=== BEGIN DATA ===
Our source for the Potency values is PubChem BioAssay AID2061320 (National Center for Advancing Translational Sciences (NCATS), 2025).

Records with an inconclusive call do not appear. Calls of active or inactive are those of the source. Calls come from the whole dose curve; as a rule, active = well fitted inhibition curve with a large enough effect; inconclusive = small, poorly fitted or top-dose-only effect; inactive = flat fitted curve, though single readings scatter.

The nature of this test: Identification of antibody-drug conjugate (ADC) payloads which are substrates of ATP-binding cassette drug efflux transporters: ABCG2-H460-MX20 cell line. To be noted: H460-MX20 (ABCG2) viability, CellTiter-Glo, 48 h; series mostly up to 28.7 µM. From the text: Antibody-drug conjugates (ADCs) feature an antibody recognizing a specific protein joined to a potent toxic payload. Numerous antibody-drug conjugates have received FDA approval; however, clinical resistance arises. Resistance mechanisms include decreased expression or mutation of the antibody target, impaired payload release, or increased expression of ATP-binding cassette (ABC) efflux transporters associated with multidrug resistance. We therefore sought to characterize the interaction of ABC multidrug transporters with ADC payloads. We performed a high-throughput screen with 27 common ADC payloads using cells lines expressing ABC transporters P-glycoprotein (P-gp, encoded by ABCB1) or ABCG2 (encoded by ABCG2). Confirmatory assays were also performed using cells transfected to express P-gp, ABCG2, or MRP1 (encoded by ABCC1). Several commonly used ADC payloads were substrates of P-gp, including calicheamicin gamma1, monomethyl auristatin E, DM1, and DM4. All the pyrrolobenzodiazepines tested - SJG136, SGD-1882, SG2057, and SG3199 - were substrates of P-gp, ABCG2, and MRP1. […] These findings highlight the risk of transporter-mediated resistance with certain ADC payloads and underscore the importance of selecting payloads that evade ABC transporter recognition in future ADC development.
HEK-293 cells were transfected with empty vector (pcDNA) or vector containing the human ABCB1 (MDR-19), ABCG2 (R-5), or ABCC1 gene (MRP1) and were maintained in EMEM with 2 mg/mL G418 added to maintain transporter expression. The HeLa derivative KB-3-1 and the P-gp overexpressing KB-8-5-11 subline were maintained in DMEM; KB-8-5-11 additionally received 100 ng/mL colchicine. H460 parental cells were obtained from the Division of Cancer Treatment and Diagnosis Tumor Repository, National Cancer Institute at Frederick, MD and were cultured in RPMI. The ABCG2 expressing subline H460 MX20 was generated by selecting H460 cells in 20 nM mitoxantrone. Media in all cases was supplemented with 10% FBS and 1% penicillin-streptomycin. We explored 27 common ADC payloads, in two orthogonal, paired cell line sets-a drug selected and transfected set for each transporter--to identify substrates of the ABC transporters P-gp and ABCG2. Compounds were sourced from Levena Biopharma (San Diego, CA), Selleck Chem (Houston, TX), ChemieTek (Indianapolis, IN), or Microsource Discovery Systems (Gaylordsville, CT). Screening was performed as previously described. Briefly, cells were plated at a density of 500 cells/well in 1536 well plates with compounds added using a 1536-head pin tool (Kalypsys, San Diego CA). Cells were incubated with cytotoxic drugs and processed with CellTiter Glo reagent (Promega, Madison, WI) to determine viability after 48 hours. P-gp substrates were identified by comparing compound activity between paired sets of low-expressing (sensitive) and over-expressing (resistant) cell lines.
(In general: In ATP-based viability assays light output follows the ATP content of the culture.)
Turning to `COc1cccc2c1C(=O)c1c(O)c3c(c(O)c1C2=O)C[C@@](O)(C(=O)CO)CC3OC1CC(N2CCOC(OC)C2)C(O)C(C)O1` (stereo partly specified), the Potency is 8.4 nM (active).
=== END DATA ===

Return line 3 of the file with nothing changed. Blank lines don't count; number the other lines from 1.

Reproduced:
The nature of this test: Identification of antibody-drug conjugate (ADC) payloads which are substrates of ATP-binding cassette drug efflux transporters: ABCG2-H460-MX20 cell line. To be noted: H460-MX20 (ABCG2) viability, CellTiter-Glo, 48 h; series mostly up to 28.7 µM. From the text: Antibody-drug conjugates (ADCs) feature an antibody recognizing a specific protein joined to a potent toxic payload. Numerous antibody-drug conjugates have received FDA approval; however, clinical resistance arises. Resistance mechanisms include decreased expression or mutation of the antibody target, impaired payload release, or increased expression of ATP-binding cassette (ABC) efflux transporters associated with multidrug resistance. We therefore sought to characterize the interaction of ABC multidrug transporters with ADC payloads. We performed a high-throughput screen with 27 common ADC payloads using cells lines expressing ABC transporters P-glycoprotein (P-gp, encoded by ABCB1) or ABCG2 (encoded by ABCG2). Confirmatory assays were also performed using cells transfected to express P-gp, ABCG2, or MRP1 (encoded by ABCC1). Several commonly used ADC payloads were substrates of P-gp, including calicheamicin gamma1, monomethyl auristatin E, DM1, and DM4. All the pyrrolobenzodiazepines tested - SJG136, SGD-1882, SG2057, and SG3199 - were substrates of P-gp, ABCG2, and MRP1. […] These findings highlight the risk of transporter-mediated resistance with certain ADC payloads and underscore the importance of selecting payloads that evade ABC transporter recognition in future ADC development.